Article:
The endophthalmitis data (clinical, 0.04%–0.15%; culture proven, 0.02%–0.09%) generated from three major institutions in South India are nearly a decade old.[16],[18],[22],[24] Institutions and practices constantly evolve in terms of surgical techniques and aseptic practices. Therefore, there is a possibility of a change in the incidence, the microbiology and antibiotic sensitivity patterns of postcataract endophthalmitis with time, and thus, there is a need for more recent reports. The incidence of postcataract in-house acute endophthalmitis in most recent 5 years (2010–2014) in 2 large eye care facilities was similar to that previously reported by these institutions.[18],[22] Importantly, the cumulative number of surgeries performed in this period was more than ½ million though the rates remained similar. There was no change in the incidence or microbiologic spectrum in a 5-year period except that there was a significant decline in fungal infection in these two institutions.

Cataract surgery is one of the most widely performed surgical procedures in the world including India. Given that India performs approximately 6 million cataract surgeries per year applying a very conservative estimate of 0.08% endophthalmitis rate will translate to over 4,800 cases of endophthalmitis every year in the hospitals, excluding possible sporadic cluster infection. From this perspective alone, the current literature is not representative of the national scenario. We suspect that since the reporting of the in-house endophthalmitis may be associated with stigma and negative publicity, there might be reluctance to publishing such reports. A well-designed national registry, such as the Intelligent Research In Sight [40] and participation may be considered as a national priority.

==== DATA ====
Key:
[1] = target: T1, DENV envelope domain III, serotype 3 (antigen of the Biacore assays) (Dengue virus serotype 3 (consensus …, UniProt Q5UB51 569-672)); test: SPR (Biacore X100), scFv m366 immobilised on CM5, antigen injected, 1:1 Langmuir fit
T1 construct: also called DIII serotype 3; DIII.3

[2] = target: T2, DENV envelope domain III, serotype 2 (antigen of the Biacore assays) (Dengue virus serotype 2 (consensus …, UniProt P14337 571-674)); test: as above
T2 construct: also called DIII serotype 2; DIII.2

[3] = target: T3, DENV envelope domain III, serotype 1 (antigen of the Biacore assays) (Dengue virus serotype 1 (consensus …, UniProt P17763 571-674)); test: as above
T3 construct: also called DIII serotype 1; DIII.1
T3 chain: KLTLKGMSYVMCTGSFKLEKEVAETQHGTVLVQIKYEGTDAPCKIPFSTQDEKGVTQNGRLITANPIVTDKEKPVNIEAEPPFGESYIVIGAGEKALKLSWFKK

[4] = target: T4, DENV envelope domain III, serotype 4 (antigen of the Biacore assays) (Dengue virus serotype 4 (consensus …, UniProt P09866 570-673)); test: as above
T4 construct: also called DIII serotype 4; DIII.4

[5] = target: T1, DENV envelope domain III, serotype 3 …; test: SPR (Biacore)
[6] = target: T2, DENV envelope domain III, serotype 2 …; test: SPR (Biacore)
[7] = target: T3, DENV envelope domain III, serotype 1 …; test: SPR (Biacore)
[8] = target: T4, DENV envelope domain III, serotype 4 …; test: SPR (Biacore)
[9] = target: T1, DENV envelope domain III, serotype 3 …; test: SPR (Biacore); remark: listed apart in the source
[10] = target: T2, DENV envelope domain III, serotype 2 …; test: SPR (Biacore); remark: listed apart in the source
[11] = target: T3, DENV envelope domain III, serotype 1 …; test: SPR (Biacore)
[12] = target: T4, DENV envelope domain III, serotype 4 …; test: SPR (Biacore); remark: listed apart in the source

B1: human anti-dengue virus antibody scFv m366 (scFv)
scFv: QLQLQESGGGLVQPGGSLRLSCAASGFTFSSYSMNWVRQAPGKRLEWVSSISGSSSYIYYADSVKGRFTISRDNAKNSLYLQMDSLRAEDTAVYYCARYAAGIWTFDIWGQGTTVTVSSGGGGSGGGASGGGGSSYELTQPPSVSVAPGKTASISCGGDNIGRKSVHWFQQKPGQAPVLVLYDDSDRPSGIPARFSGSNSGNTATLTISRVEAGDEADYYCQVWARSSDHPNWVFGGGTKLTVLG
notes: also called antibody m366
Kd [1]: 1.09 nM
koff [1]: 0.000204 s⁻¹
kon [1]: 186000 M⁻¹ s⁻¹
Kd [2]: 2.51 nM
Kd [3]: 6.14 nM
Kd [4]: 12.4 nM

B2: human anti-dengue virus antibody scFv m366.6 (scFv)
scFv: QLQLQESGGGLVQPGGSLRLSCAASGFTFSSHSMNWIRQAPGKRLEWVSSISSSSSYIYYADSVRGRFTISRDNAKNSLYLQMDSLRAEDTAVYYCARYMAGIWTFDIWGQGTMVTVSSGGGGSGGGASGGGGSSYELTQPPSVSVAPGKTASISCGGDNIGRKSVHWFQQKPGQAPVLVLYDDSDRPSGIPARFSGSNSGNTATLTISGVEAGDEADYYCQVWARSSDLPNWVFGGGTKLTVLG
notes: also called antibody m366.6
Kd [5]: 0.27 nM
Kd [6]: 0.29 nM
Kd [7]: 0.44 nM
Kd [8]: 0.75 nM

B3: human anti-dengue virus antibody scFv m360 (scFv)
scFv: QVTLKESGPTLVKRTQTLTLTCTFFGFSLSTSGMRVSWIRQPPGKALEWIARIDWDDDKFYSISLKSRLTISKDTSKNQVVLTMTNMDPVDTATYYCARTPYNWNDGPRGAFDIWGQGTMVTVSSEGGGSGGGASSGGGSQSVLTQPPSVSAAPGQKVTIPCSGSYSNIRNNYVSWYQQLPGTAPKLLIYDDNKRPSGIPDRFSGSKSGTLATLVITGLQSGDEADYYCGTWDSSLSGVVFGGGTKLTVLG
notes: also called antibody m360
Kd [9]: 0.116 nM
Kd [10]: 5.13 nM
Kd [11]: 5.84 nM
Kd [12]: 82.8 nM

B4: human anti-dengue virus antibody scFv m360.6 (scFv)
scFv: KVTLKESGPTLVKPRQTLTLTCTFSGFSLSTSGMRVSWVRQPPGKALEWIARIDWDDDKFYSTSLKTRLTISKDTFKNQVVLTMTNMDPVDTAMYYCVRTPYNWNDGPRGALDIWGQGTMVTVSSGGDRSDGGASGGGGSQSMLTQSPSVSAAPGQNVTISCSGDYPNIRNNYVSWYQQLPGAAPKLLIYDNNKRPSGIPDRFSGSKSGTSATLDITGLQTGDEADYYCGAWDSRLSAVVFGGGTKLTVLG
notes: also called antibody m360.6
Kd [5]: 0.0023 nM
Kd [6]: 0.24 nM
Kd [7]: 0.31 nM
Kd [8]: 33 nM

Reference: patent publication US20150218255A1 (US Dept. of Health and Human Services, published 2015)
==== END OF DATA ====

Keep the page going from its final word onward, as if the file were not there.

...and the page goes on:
Similar social issues apply to reporting of cluster endophthalmitis. These clusters may behave like outliers and may dramatically increase the rates of endophthalmitis from a particular geographical location. The documentation of such events and appropriate root cause analysis help not only to tide over the immediate crisis but also prevent similar future mishaps. In the Indian context, certain groups have indeed identified the offending agents, and thus modified the practice.